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18 April - International Day for Monuments and Sites

Theme 2020: Shared Cultures, Shared Heritage, Shared Responsibility

About the day

Every year, on the occasion of the International Day for Monuments and Sites, ICOMOS proposes a theme for
the celebrations and activities to be organised by our Committees, members and partners.

Now, more than ever, the theme of Shared Cultures, Shared Heritage, Shared Responsibility is important
as an expression of our global unity in the face of the ongoing worldwide health crisis. The 2020 International
Day for Monuments and Sites invites participants to explore the idea of sharing—and its counterpoints,
contestation and resistance—in relation to cultures, heritage and responsibility.

Given the current global outbreak of Covid-19 and the containment measures in different countries around the
world, ICOMOS encourages you to celebrate the International Day for Monuments and Sites in compliance
with instructions from local and national authorities so as to ensure the safety of participants.

Read further below for suggestions on how to celebrate 18 April remotely and with the power of the

Why ‘Shared Cultures, Shared Heritage, Shared Responsibility’?

The theme ‘Shared Cultures, Shared Heritage, Shared
Responsibility’ reflects the global context of heritage as
part of cultural identity at a time of rapid population shift,
conflict, and environmental uncertainty. The theme
recognises that heritage – whether places, landscapes,
practices, or collections – are frequently connected with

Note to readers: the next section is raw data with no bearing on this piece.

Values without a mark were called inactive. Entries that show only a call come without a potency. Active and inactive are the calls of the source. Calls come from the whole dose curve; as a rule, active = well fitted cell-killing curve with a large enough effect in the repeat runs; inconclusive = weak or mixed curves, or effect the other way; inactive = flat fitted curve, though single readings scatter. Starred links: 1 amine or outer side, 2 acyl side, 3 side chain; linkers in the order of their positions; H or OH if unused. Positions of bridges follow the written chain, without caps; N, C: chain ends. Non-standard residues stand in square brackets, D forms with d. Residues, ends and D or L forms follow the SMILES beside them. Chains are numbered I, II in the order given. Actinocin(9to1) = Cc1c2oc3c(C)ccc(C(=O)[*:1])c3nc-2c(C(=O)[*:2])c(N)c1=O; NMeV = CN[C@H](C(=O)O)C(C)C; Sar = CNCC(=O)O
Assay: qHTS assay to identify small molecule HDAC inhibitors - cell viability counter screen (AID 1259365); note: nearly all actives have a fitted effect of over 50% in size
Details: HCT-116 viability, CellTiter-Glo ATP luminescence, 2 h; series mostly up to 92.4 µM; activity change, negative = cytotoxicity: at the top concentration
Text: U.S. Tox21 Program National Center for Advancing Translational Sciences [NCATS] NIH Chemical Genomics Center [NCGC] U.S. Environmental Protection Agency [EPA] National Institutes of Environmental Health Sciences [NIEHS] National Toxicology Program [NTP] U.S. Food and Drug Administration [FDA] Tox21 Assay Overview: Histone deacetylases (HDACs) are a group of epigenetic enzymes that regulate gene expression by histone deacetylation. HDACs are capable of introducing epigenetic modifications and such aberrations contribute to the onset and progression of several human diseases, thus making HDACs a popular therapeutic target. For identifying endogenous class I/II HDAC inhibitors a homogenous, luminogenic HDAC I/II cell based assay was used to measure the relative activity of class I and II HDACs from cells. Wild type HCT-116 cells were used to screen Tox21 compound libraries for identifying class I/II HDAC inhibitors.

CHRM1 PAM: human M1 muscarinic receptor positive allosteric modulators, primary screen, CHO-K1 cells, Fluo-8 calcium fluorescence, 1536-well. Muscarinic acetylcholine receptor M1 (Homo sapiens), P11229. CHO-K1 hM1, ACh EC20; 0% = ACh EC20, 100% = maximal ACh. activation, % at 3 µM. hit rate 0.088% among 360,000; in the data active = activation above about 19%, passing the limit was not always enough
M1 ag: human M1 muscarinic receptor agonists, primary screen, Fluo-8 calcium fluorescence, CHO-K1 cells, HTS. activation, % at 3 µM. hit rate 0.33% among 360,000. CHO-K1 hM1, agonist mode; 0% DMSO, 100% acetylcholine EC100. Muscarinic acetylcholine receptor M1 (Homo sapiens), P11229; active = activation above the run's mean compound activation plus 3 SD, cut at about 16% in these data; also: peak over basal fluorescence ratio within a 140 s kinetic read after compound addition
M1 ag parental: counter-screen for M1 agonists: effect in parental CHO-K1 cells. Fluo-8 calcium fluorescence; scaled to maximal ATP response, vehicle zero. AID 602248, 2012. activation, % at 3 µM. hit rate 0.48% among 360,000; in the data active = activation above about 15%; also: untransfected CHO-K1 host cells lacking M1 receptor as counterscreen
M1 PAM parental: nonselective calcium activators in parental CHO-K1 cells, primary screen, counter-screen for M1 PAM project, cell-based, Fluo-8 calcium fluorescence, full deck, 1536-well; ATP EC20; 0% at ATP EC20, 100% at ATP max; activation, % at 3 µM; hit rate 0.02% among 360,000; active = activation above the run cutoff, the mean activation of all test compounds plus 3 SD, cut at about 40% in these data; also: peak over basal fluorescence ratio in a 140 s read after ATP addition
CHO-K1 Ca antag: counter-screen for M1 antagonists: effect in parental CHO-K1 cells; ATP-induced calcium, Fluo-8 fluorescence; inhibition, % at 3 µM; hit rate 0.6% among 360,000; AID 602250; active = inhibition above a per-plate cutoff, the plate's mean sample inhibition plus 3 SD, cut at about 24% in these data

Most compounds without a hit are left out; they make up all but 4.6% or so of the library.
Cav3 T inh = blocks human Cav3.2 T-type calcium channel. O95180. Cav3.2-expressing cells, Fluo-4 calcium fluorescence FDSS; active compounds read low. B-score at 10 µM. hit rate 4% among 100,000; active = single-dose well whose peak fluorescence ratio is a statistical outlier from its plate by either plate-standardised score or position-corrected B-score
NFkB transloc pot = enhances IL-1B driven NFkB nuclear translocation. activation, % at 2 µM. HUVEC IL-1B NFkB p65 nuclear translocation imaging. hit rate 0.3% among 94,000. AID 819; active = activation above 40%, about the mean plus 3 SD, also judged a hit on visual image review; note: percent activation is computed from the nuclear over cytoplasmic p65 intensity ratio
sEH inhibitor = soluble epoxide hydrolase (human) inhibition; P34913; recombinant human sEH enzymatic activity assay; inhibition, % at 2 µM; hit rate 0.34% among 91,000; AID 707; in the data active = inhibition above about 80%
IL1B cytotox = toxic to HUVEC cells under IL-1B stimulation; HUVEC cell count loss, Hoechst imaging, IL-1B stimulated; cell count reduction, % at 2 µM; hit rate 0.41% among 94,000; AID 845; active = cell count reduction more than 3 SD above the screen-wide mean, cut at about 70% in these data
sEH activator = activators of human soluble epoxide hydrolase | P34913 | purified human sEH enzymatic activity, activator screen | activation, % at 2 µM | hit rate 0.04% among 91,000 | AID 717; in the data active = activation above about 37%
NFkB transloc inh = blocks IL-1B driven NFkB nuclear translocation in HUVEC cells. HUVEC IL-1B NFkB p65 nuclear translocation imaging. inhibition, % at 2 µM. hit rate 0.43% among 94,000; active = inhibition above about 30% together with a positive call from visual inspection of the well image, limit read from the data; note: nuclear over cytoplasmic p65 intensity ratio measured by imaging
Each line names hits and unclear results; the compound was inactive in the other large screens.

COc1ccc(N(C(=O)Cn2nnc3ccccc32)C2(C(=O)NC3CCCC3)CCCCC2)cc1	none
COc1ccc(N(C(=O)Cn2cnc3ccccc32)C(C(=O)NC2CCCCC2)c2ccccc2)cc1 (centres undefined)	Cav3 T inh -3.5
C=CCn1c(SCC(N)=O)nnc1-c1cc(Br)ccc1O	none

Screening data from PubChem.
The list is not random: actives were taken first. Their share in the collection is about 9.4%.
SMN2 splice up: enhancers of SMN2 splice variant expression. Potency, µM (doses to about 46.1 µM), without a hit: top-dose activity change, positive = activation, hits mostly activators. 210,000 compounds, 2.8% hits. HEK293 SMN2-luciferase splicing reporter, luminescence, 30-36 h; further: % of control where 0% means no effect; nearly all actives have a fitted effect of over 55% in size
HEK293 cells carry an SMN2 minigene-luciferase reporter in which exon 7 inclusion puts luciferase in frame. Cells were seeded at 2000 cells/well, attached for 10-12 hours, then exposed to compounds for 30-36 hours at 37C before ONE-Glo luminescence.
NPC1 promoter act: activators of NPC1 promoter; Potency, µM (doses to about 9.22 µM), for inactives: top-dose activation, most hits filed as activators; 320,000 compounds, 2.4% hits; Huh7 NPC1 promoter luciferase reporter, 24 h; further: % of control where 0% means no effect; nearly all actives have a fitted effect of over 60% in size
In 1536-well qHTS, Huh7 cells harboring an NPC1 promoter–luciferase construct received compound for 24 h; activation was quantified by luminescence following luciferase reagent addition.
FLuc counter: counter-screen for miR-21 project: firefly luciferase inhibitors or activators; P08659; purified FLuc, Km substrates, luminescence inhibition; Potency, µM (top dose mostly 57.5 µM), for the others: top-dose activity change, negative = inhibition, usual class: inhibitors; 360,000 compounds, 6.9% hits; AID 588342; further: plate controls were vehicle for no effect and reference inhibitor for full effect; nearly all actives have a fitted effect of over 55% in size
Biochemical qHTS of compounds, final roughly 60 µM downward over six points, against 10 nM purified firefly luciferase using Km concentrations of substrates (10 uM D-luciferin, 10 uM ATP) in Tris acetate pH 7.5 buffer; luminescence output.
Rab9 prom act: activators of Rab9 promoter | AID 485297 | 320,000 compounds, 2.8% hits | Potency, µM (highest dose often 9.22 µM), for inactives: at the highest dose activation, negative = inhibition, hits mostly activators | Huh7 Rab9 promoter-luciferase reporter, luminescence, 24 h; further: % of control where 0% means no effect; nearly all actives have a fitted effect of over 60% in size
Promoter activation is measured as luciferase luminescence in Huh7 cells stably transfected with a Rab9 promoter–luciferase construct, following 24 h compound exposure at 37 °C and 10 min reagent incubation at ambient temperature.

and valued by multiple and diverse groups and
communities. At its core, the overarching theme is
concerned with the relationships between cultures or
cultural groups and their collective responsibility for the
care and safeguarding of the significant attributes,
meanings, and values of heritage.

However, the idea of ‘shared’ is intentionally provocative. In an historic sense, cultures and societies have
commonly shared cultural practices, ways of doing, and viewpoints. Nevertheless, in some cases these
features have been forced upon populations and resisted rather than collectively adopted (e.g., religious
beliefs). In other instances knowledge and practice may be closely guarded and thus not shared (e.g., in many
Indigenous cultures). Additionally, some heritage items have been destroyed or damaged for what they
symbolise (e.g., the Buddhas of Bamiyan), thus resisting any sense of sharing or ideological tolerance. More
typically in the work of heritage, the values of places can be contested leading to debates about their
conservation (e.g., Sydney’s Sirius building).

In adopting the term ‘shared’, the 2020 International Day for Monuments and Sites invites participants to
explore the idea of sharing—and its counterpoints, contestation and resistance—in relation to cultures,
heritage and responsibility. It invites reviews of traditional thinking on the topic and seeks new and diverse
perspectives and insights that encourage discussion and dialogue.

Connecting with the ICOMOS GA2020

The theme of ‘Shared Cultures, Shared Heritage, Shared Responsibility’ is also the overarching theme of the
ICOMOS 20th General Assembly and Scientific Symposium (GA2020) that will take place in Sydney, Australia
from 1-10 October 2020.